NITROX FILLS COST MORE THAN straight air fills. With a membrane continuous-blending system, this reflects the cost of the equipment involved. With partial-pressure blending, this reflects the cost of buying in pure oxygen, and the additional time taken
to blend it.
Some liveaboards and dive centres with a membrane system, especially those overseas, offer free nitrox or a flat rate for as much as we can breathe in a week, so we dont need to think any further about it.
Where we pay by the fill, however, some divers pay for nitrox without worrying too much about the cost, and have the perfect nitrox fill for every dive. The rest of us are typically more careful with our money, using nitrox only some of the time.
So if you are one of the divers who likes the advantages of nitrox, but doesnt want to pay for it on every single fill, what can you do to make the most of it

FILLS AND TOP-UPS
The first trick is always to think two dives ahead: about the dive for which you are getting the fill, and the dive after that.
With a nitrox fill for the current dive, which fill would we have for the next dive if we topped up with air Get this right, and we can benefit from nitrox for every dive, while paying for it for only half of those dives.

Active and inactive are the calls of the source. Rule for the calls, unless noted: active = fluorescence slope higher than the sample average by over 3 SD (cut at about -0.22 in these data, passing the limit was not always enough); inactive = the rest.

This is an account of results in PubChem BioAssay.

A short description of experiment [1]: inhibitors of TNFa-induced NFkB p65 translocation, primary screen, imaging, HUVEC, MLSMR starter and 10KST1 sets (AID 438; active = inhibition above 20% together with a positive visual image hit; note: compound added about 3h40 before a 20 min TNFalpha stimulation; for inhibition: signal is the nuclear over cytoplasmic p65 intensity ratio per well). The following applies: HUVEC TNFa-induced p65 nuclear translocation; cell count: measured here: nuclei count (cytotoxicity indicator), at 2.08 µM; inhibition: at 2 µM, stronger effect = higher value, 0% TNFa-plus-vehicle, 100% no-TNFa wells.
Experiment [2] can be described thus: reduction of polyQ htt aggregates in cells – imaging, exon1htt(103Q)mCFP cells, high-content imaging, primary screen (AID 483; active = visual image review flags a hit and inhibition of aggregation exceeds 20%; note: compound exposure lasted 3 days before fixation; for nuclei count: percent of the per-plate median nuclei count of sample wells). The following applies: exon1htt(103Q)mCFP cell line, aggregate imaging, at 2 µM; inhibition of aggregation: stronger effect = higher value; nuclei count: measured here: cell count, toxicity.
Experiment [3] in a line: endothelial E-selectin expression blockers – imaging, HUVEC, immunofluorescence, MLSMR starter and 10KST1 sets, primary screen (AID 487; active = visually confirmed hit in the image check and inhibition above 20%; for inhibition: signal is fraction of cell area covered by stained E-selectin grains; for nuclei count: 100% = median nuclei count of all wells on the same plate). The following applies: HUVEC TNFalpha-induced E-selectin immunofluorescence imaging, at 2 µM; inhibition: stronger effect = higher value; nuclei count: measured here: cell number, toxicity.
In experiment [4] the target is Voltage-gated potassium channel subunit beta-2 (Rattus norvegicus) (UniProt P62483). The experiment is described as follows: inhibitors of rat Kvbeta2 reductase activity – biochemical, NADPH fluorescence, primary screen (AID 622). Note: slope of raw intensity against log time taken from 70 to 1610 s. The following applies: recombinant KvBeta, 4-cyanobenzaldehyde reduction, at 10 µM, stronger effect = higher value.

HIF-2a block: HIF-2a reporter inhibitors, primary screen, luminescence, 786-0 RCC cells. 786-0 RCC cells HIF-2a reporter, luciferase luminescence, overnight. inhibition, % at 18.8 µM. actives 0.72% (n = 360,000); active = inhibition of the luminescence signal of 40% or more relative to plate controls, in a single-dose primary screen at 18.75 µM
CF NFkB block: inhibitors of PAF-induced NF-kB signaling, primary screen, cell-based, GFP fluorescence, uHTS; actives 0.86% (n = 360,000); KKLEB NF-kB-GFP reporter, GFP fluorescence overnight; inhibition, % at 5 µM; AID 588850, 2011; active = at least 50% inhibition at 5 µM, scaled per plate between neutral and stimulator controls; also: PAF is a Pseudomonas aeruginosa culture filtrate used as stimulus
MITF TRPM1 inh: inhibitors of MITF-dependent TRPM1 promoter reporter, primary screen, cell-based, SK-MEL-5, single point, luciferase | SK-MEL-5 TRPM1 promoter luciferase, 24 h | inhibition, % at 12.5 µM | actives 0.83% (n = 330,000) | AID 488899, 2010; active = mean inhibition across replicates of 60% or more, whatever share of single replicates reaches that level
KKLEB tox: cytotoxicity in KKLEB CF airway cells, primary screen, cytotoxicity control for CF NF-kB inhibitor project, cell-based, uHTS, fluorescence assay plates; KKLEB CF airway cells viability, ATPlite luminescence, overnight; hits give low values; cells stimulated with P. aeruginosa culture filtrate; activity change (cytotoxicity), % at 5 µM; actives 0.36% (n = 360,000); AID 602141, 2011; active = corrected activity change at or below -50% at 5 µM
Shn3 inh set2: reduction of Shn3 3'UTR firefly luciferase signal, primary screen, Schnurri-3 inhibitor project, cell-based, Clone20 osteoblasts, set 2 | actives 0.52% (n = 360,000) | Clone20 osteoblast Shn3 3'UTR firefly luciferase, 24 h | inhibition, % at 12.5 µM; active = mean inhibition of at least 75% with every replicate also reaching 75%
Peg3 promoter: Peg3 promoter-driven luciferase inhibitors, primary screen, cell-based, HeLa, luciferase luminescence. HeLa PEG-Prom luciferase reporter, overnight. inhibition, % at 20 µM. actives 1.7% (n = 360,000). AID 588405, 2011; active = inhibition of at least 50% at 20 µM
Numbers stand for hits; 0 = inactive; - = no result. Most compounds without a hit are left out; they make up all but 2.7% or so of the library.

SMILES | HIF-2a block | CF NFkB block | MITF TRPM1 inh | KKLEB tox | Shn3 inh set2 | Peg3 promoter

The top-up mix depends on the mix with which we begin, the pressure to which we breathe it down, and the pressure to which we top it up. We know that an air top-up will always result in a weaker mix. This is a bit awkward, as the first dive is usually the deeper in a day, so would benefit from a weaker mix, while the shallower second dive would benefit from a richer mix.
So to make the most of a top-up fill, we need to get our nitrox fill for a second dive, then use an air top-up for the first dive of the next day.
On a typical day of charter boat diving, where there is no on-board compressor, many divers will bring a cylinder, or even a twin-set, for each dive. If these are of similar size, the set from todays second dive can, with an air top-up, become the set used for tomorrows first dive.
The set used for todays first dive is blown down, then filled with nitrox ready for tomorrows second dive (and then, with an air top-up, used for the first dive of the day after).